Ogden Honors College Office of Fellowship Advising

The Ogden Honors College Office of Fellowship Advising advises current students and recent graduates from all colleges at LSU as they apply for prestigious national and international fellowships. Students interested in applying for the Goldwater Scholarship may contact Drew Lamonica Arms, director of the Office of Fellowship Advising, at

LSU Roger Hadfield Ogden Honors College 

The Ogden Honors College, established in 1992, is a vibrant, diverse and prestigious community located at the heart of LSU. The Ogden Honors College provides students with a curriculum of rigorous seminar classes, as well as opportunities for undergraduate research, culminating in the Honors Thesis. Its focus on community service, study abroad, internships and independent research helps today’s high-achieving students become tomorrow’s leaders.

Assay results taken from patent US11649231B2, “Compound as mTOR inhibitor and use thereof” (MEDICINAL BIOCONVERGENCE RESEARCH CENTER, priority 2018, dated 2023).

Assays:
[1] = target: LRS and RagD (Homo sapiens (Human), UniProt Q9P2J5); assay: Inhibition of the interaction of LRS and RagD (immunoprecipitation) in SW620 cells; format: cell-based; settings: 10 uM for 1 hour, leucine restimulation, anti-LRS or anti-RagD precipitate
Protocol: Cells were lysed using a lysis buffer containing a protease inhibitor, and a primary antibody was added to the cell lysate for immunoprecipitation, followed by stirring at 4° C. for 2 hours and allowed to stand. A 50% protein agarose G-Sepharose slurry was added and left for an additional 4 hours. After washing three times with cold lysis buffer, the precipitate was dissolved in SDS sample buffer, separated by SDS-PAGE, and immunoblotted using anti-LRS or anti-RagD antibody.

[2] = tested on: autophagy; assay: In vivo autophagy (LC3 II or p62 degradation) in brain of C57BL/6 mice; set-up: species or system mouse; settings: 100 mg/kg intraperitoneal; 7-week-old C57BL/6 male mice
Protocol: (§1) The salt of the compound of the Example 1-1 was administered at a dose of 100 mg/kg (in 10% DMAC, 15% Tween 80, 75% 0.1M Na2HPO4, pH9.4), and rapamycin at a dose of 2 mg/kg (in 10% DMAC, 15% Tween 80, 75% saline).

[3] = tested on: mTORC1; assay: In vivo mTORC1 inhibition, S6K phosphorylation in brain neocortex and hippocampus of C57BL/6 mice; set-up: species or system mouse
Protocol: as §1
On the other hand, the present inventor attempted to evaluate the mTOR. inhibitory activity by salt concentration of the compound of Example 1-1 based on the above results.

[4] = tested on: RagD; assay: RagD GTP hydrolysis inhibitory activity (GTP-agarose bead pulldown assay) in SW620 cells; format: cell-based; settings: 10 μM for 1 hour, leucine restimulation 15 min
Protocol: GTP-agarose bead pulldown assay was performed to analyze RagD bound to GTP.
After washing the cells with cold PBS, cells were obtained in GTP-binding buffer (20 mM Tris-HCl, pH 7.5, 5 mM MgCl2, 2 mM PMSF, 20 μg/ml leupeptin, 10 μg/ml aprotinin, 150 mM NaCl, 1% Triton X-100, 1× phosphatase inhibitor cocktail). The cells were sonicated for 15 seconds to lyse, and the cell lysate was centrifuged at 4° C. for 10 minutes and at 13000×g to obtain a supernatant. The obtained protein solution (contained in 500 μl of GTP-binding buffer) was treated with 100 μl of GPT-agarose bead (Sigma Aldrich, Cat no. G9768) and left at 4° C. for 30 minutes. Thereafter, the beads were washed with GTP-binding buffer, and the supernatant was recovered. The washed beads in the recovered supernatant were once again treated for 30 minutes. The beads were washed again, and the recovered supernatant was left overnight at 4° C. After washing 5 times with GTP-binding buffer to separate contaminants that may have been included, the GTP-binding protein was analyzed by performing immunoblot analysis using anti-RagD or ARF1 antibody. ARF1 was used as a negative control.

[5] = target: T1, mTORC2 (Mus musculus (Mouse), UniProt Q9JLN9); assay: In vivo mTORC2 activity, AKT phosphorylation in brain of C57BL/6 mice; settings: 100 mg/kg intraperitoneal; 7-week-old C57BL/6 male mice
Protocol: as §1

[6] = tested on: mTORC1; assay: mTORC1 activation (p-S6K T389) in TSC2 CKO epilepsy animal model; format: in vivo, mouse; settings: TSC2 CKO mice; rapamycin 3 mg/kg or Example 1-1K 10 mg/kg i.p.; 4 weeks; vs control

LSU College of Agriculture

The LSU College of Agriculture offers dynamic and transformative academic experiences in agricultural sciences through innovation and collaboration in a diverse, supportive and personal environment.

College of Science

The LSU College of Science is an international leader in scientific research and instruction, elevating LSU to the highest level of excellence among major research universities in the U.S. and abroad. The college consists of five academic departments including biological sciences, chemistry, geology and geophysics, mathematics, and physics and astronomy, and the LSU Museum of Natural Science. Seven major fields of study and more than 20 concentrations are available to students interested in pursuing a science major at LSU. For more information on LSU’s College of Science, visit 

College of Humanities and Social Sciences

The College of Humanities & Social Sciences (HSS) offers a diverse range of courses, minors, and degree programs that are critical to success in today’s global market. Students, faculty, and staff are visionary leaders in their respective fields, a tradition of excellence that began with the College’s inception in 1908. For more information on the College of Humanities & Social Sciences, visit


Story and research by Lucy Simon.